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Your Guide to the Visual Symbols of Jordan Peele’s ‘Us’

Don't miss a single moment of the film's iconography.

by Tom Philip
28 March 2019, 9:39am

Jordan Peele's Us just had the biggest opening for an original horror film ever — and the biggest opening for an original movie, period, since James Cameron's Avatar. That the Get Out writer/director's new film would do pretty well for itself comes as no surprise, but the absolute balls-to-the-wall style of mythology storytelling Peele has built with Us is next level.

The film is rich with parallels, symbolism, harbingers, almost sickeningly so.

Is Jordan Peele already a master of horror movie iconography, or obsessed with it to a fault? It feels like we're going to have to wait years until someone delivers anything close to a satisfying, fully-realized analysis of Us, which functions as a political allegory, a parable on race and class, and/or just a straight-up home invasion horror movie with a bunch of freaks in red jumpsuits. Let's look at some of Us's more striking images, and what they might mean.

(Spoilers abound, natch.)

The rabbits

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Photo via YouTube.

Rabbits are everywhere in Us. The shadow-selves known as the Tethered inhabit a vast network of subterranean tunnels that also seem to be shared by the creatures, presumably once part of (or a predecessor to) the hinted-at experiments that created the underground clones.

Rabbits serve as the food for the Tethered; "Raw and bloody," protagonist Adelaide (Lupita Nyong’o)'s doppelganger, Red, croaks in dismay. More importantly, they evoke images of Cold War-era experimentation, along with the fact they're known for breeding and multiplying like crazy. What better roommate for the Tethered than a self-sustaining food source and a reminder of their own caged, split existence?

Michael Jackson

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Claudette Barius/Universal Pictures

However unfortunate the timing, the spirit of Michael looms large over Us. Young Adelaide first meets her Tethered in a "Thriller" t-shirt. After being choked out, shackled to a bunk bed, and replaced by Red v.1, the newly-subjugated Adelaide's underground revolution involves the ubiquitous costume of a red suit — easy — and a single glove on each of the Tethered's right hands — easier. Peele leant on the imagery from "Thriller" specifically because of its ties to the 80's and the Jackson's exploration of "duality" in the video.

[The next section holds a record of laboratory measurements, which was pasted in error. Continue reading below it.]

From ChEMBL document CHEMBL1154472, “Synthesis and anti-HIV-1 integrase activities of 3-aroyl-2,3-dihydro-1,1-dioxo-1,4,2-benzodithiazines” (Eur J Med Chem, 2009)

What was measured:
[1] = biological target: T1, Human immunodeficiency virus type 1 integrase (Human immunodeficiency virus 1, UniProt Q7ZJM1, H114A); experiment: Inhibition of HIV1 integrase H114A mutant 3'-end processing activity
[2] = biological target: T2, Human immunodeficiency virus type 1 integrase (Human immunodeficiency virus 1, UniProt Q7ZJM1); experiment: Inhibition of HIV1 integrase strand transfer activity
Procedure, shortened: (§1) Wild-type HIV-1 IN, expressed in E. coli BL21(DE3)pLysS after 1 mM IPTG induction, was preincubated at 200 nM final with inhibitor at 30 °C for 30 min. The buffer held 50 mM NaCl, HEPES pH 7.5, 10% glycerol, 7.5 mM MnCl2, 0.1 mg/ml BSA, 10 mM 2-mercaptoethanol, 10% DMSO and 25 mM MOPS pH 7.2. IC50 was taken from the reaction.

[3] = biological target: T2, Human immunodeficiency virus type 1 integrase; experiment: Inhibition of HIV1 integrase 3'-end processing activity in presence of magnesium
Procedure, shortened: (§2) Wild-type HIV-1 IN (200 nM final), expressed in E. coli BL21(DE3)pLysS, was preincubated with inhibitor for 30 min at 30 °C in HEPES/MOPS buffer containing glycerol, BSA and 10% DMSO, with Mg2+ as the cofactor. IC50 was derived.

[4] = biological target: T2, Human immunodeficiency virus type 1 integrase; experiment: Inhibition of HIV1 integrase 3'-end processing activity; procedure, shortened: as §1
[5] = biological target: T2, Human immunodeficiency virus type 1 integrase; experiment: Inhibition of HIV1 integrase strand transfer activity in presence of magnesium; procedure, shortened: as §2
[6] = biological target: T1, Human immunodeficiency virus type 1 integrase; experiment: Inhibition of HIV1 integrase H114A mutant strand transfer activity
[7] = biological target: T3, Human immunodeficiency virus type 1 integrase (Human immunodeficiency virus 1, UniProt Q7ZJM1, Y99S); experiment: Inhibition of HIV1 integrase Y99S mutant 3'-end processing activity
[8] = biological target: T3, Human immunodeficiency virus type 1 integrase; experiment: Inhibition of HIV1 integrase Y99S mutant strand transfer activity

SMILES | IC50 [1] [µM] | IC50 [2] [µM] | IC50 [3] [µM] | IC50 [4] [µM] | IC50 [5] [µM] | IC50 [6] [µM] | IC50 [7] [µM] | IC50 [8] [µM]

Coincidence

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Claudette Barius/Universal Pictures

Just before the countrywide attack orchestrated by the Tethered, Adelaide experiences all kinds of uncanny parallels. A spider emerges from the shadow of a spider figurine; a frisbee lands perfectly over a polka dot on the beach towel next to her; the baseball game Gabe is watching is tied at 11-11 at 11:11 p.m. A lot is also made of the man on the boardwalk with "Jeremiah 11:11" scrawled on a piece of poster board. For those without Google, that particular passage reads "Behold, I will bring evil upon them, which they shall not be able to escape; and though they shall cry unto me, I will not hearken unto them."

"They learned how to make a copy of the body, but not the soul," Red rasps, explaining that the lives of those above have influenced their Tethered's lives down below. When Adelaide needed a C-section to give birth to her son, Jason, Red had to cut him out herself. The coincidences stacking up one after the other heralds the arrival of Adelaide's other, of two worlds that were never meant to intersect slowly being pushed together against the laws of nature.

The scissors

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Photo via IMDb.

How did the Tethered get access to an endless supply of extra-sharp, oversized golden scissors? I dunno, but besides the fact they look cool, the scissors quite obviously keep with Red's theme of the "Untethering", the severing of ties with their overground counterparts. (Scissors, by their very design, make up two parts of a whole.)

Hands Across America

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Claudette Barius/Universal Pictures

Us begins and ends with very different takes on the 1986 campaign "Hands Across America," which aimed to create an unbroken chain of people holding hands across the continental United States to raise money for famine and homelessness. There were a lot of gaps in the chain. $34 million was raised, and $15 million went to charity, with the other $19 million going towards "Hands Across America's" promotional campaign, a fitting symbol of the upper-class hubris and self-congratulation of the Reagan-era.

Trapped in the world of the Tethered, the original Adelaide fixates on her "Hands Across America" t-shirt, showing red figures joining hands in a row across the country. In the film's final shot, hundreds of thousands of Tethered are shown to have successfully achieved her vision. They've escaped their confinement against the best efforts of those above them. "It's our time up above," Red matter-of-factly tells her human captor, her original shadow.

This article originally appeared on GARAGE.